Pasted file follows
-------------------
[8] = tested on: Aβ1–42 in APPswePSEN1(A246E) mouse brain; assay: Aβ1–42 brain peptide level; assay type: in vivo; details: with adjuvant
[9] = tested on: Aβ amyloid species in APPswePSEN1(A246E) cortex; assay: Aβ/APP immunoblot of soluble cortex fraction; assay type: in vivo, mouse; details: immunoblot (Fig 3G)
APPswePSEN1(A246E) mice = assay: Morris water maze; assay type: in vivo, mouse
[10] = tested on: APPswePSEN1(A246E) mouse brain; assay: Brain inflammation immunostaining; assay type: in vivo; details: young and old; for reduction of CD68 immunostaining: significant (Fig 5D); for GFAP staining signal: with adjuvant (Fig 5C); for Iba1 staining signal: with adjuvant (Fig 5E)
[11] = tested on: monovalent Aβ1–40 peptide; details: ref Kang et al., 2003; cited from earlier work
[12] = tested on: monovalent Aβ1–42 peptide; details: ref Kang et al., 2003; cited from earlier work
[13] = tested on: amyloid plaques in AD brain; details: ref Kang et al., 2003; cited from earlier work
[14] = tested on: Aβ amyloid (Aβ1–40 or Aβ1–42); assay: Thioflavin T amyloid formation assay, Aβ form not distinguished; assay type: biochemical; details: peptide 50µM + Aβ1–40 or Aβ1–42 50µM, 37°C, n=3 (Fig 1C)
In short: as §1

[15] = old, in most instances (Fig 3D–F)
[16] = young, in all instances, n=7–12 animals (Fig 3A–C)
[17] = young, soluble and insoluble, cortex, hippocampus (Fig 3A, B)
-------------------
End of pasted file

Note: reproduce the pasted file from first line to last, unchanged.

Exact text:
[8] = tested on: Aβ1–42 in APPswePSEN1(A246E) mouse brain; assay: Aβ1–42 brain peptide level; assay type: in vivo; details: with adjuvant
[9] = tested on: Aβ amyloid species in APPswePSEN1(A246E) cortex; assay: Aβ/APP immunoblot of soluble cortex fraction; assay type: in vivo, mouse; details: immunoblot (Fig 3G)
APPswePSEN1(A246E) mice = assay: Morris water maze; assay type: in vivo, mouse
[10] = tested on: APPswePSEN1(A246E) mouse brain; assay: Brain inflammation immunostaining; assay type: in vivo; details: young and old; for reduction of CD68 immunostaining: significant (Fig 5D); for GFAP staining signal: with adjuvant (Fig 5C); for Iba1 staining signal: with adjuvant (Fig 5E)
[11] = tested on: monovalent Aβ1–40 peptide; details: ref Kang et al., 2003; cited from earlier work
[12] = tested on: monovalent Aβ1–42 peptide; details: ref Kang et al., 2003; cited from earlier work
[13] = tested on: amyloid plaques in AD brain; details: ref Kang et al., 2003; cited from earlier work
[14] = tested on: Aβ amyloid (Aβ1–40 or Aβ1–42); assay: Thioflavin T amyloid formation assay, Aβ form not distinguished; assay type: biochemical; details: peptide 50µM + Aβ1–40 or Aβ1–42 50µM, 37°C, n=3 (Fig 1C)
In short: as §1

[15] = old, in most instances (Fig 3D–F)
[16] = young, in all instances, n=7–12 animals (Fig 3A–C)
[17] = young, soluble and insoluble, cortex, hippocampus (Fig 3A, B)